can’t just say that: you need a better phrase.
brand is too broad. While my project has literary elements, it certainly could be explained more descriptively. I tried young adult, but this generally means the books is marketed for teens ages 12-15. My novel is marketed toward older teens and 20-somethings. It, like many New Adult novels, tracks the growth and development of young adults whose identities are forming, who are seriously changing.
So maybe your book is a noir space opera western with thriller-paced plotting, literary aesthetic, and occult elements? Well, you need a better way to say that, a shorter way.
As I’ve been e-mailing literary agents, literary magazines, and publishers, this question has plagued me constantly. Finally I found an age-group description “New Adult” with which to market the novel THE HEATHENS AND LIARS OF LICKSKILLET COUNTY. “New Adult” bridges the gap between the safe and young group of Young Adult (YA) readers and Adult fiction. But because my books deals with characters in between, I think this genre (a relatively new invention of words) is fitting.
Querying agents has so far not worked out, but I am still sending many, many emails all over the country (and the world!) to publish this novel, as well as poems and short stories.
Have you had trouble labeling a piece of work? What genre did you settle on?
[A poem about a specific event in Cuba, though severely exaggerated. It had an interesting impact and summed up much of what I learned while I was in the country. I'll post a live reading of it when I debut it at an open mic, which should be some time next week.]
On my final night in Cuba, while strolling home
from the Malecon, drunker than Hemingway
and more nostalgic than Buzz Aldrin during a full moon,
a boy spat on my shoes and screamed,
“Screw you, dirty American. You ruin everything!”
That is the edited version of his comment,
bleary-eyed and angry as he was.
My entire life I had grown up being called names:
Spazz, geek, twitch, space cadet, nerd, stupid face,
weirdo, pothead, loser, Southern boy, and usless.
But nothing hurt my pride more than
being called, a “dirty American.”
Which in Latin America is a strange insult:
they too are America, not just the United States,
which the US citizens tend to forget.
Without breaking a sweat, I turned about face
and stood in the place before him and said,
“Look, don’t you realize—don’t you see?
I love you!”
We stared each of us for a moment, tense,
and I said, “Look, man, we’ve got a war going on,
and we’re losing. Love is losing.
We’re being drowned in a sea of apathy
while our violence is anything but holy.
But we need to return to the sacred, to the human,
to the soul and to our passions.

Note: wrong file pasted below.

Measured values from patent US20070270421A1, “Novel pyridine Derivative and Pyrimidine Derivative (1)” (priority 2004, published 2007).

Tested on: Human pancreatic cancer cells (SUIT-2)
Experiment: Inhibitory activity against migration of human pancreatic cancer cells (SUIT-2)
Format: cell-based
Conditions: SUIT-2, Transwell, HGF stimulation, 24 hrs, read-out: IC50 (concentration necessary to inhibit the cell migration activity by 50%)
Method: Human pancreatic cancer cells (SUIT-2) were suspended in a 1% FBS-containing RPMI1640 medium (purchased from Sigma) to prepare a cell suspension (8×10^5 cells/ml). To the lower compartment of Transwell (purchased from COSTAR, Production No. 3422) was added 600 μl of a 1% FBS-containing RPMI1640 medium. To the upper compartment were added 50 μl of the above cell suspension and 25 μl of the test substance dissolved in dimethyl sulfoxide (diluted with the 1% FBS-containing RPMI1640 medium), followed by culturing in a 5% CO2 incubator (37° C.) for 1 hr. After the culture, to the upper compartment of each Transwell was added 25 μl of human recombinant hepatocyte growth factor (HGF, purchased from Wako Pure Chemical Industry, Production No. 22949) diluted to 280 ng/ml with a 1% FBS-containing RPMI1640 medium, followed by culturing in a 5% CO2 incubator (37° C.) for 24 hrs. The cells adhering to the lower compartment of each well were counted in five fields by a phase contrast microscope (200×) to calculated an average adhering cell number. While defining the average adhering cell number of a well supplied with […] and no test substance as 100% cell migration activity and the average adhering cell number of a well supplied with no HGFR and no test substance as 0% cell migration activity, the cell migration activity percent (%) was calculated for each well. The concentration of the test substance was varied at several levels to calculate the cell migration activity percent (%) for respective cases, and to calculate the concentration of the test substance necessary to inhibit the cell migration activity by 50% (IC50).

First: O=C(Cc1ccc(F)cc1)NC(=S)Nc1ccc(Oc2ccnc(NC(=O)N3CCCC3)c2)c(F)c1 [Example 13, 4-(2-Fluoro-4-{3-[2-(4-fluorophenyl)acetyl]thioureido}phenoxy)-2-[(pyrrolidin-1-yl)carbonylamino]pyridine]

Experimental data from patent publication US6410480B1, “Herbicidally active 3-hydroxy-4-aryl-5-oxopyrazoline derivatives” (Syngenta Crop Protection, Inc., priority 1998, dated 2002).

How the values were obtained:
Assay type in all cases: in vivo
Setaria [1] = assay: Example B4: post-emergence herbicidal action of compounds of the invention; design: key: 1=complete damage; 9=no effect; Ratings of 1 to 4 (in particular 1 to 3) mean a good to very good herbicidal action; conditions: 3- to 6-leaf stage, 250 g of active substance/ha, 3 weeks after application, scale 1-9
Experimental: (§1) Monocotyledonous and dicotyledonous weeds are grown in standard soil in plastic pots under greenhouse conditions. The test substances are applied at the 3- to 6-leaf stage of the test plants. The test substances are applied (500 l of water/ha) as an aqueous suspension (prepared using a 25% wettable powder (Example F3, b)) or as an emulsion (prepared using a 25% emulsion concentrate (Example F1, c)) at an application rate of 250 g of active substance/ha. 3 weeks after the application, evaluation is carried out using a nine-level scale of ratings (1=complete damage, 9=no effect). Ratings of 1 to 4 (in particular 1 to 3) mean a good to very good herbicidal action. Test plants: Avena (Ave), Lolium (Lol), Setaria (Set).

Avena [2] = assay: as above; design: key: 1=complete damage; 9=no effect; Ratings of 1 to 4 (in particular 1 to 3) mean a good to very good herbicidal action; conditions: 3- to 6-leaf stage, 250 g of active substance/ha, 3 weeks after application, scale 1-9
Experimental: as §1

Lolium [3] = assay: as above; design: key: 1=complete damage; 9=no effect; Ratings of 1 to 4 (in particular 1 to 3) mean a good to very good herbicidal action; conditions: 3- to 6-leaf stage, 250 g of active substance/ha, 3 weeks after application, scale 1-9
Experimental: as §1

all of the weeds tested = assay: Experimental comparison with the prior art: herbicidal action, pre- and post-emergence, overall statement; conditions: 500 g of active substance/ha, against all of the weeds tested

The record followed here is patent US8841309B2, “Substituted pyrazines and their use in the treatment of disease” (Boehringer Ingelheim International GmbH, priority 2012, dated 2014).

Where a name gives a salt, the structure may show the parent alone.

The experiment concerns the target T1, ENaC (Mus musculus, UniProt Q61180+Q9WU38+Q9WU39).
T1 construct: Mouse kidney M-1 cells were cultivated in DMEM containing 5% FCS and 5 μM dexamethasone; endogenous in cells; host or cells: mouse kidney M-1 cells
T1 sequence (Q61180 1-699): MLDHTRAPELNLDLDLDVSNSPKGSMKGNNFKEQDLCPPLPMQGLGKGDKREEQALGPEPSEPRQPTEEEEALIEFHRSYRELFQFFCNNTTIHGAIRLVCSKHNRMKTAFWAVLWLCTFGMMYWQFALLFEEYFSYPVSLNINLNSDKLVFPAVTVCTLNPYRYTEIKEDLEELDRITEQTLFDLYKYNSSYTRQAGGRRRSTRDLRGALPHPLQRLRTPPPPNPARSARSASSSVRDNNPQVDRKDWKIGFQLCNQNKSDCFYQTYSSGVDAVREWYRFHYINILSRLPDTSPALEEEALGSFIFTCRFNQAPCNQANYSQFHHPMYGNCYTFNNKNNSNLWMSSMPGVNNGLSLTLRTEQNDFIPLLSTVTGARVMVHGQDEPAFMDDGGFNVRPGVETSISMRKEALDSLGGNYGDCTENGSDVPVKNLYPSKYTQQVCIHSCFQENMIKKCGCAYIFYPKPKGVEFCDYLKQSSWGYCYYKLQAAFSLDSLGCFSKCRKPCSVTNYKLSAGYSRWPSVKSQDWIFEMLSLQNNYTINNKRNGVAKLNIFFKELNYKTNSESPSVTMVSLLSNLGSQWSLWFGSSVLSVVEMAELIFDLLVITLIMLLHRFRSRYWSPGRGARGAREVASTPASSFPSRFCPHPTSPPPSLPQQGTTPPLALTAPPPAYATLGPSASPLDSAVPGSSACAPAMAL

We’re facing giants of oppression
and if we don’t learn our lesson, we’ll be done for.
So you and me, we gotta stick together.
We have to rally on the side same,
and what’s the point of shouting at each other on the street
when you’re little brother doesn’t have anything to eat?
Why would you want to fight like this
when you don’t own a toilet where you can take a piss?
So, I’m here for you, and I’ll always be here for you,
so don’t you dare talk to me that way.
I know, I know, you can only get drunk and forget your life
only because today was a good day.
But what about tomorrow?
When will we fight for tomorrow?
When will we wield our imaginations like swords?
I’ll charge into the battlefield mounted on a unicorn
There’s no time to squabble and there’s no time to mourn.
Because it’s bigger than us.”
I realized as he nodded his head
He didn’t understand a damned word I said
But he understood my voice and with what passion I spoke
and I guess he figured I was an alright bloke
He shook my hand and I went on my way
and we got drunker, because today had been a good day.
Sometimes, words won’t do, and sometimes
we fail ourselves—that’s evolutionary
But if we live and we love,
that act is revolutionary.
We’re all hungry for something more
And not just enough jumbo-sized pizza
Or calorie-rich milkshake from McDonald’s
Or another side of cheese-and-bacon fries.
But instead for the light at the end of the tunnel
That was foreclosed in the recession,
for the fingertips that brush our hair back
When we fall asleep in the passenger’s seat,
and for the words no one ever says
That could disrupt the void of silence
Fill the aching pit our stomachs reveal
When we realize we want something else, something more.
They say the whole country’s obese,
So the question is:
For what are we so desperately starving?
General Bates let us sleep in a tent with Jaime, though we used our own blankets. The summer air clung so fiercely to our skin, though, I could not keep covered. Instead, I lay shirtless against the ground, studying the seams along the interior of our shelter.
“You’re angry, aren’t you?”